This manuscript is incredibly personal. Everything about it is wrapped up in who I am and what I’ve seen. That’s not to say that it’s autobiographical. It isn’t. However, it is personal, and there’s a vulnerability in writing what I’ve written.

Also, this may not seem like a big deal, but it’s my first full manuscript. I’ve written tons of first chapters but only one final chapter, and that one final chapter is contained in this manuscript. I’ve written short stories and essays galore, I’ve been starting novels since I was fourteen, but I’ve never put much hope in any of them until my current Work in Progress. I’ve never believed anything would ever come of them.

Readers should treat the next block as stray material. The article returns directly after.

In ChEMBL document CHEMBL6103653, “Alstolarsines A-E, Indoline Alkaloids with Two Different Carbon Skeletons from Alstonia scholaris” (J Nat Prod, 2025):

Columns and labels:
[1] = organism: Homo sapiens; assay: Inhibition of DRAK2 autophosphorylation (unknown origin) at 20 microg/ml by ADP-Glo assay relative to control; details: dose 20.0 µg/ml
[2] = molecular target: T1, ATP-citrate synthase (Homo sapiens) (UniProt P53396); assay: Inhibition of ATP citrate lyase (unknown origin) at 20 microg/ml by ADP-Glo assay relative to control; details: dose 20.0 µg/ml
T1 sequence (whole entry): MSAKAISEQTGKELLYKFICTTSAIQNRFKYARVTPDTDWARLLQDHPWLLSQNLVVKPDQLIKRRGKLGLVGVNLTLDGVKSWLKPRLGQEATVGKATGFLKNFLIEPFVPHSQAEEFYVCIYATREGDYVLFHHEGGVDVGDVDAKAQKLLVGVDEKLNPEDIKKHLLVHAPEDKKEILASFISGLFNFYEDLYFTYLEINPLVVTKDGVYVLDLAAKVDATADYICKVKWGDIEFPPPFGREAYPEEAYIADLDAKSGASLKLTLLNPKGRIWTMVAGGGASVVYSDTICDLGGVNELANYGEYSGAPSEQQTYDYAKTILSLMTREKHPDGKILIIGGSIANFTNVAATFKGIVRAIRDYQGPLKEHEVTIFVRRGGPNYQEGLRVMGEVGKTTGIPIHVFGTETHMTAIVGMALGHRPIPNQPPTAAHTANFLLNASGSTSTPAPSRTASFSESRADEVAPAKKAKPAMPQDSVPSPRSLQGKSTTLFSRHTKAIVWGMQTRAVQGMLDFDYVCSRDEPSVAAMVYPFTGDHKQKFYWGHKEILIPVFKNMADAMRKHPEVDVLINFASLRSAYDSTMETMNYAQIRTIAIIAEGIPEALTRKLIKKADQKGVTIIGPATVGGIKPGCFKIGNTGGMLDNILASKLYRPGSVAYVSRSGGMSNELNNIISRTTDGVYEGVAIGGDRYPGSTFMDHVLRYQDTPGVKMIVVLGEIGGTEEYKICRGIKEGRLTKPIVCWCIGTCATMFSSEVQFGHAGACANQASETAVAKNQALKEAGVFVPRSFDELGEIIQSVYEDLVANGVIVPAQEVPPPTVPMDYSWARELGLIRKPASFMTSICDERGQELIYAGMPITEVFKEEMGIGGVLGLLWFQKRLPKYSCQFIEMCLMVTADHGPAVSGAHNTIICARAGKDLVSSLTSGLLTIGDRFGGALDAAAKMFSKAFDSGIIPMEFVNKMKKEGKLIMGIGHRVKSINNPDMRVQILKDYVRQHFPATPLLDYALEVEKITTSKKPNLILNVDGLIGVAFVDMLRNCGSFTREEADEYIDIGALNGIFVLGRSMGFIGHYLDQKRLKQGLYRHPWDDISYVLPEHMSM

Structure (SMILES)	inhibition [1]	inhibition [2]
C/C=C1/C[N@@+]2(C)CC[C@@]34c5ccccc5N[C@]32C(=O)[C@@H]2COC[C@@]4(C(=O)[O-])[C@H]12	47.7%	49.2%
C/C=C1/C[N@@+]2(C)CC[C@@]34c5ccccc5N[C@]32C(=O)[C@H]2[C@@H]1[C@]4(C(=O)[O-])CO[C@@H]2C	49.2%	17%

Additionally, this is the only time I’ve written anything near the realm of Christian Fiction. There’s a weighty responsibility that comes with that. I feel an urgent necessity, that I hate feeling, in writing something that glorifies God. I chose Weston, my character, because I couldn’t imagine a more heart-wrenching conflict than the one I’ve seen in my friends who are both gay and Christians. I thought it was good timing historically for a book about that conflict. I thought it would be easy to sell. Yet, now that it comes down to either publishing it or not, I’ve got a slow-growing fear based in all of the things that drew me to this conflict to begin with. I’m afraid of how the nation is changing, and how my friends are changing. I’m afraid of how difficult it seems to be for people like Weston to hold onto convictions and trust that God has it covered, and even if they don’t get what they want, to refuse to bow down to any claiming the place that belongs only to the Almighty.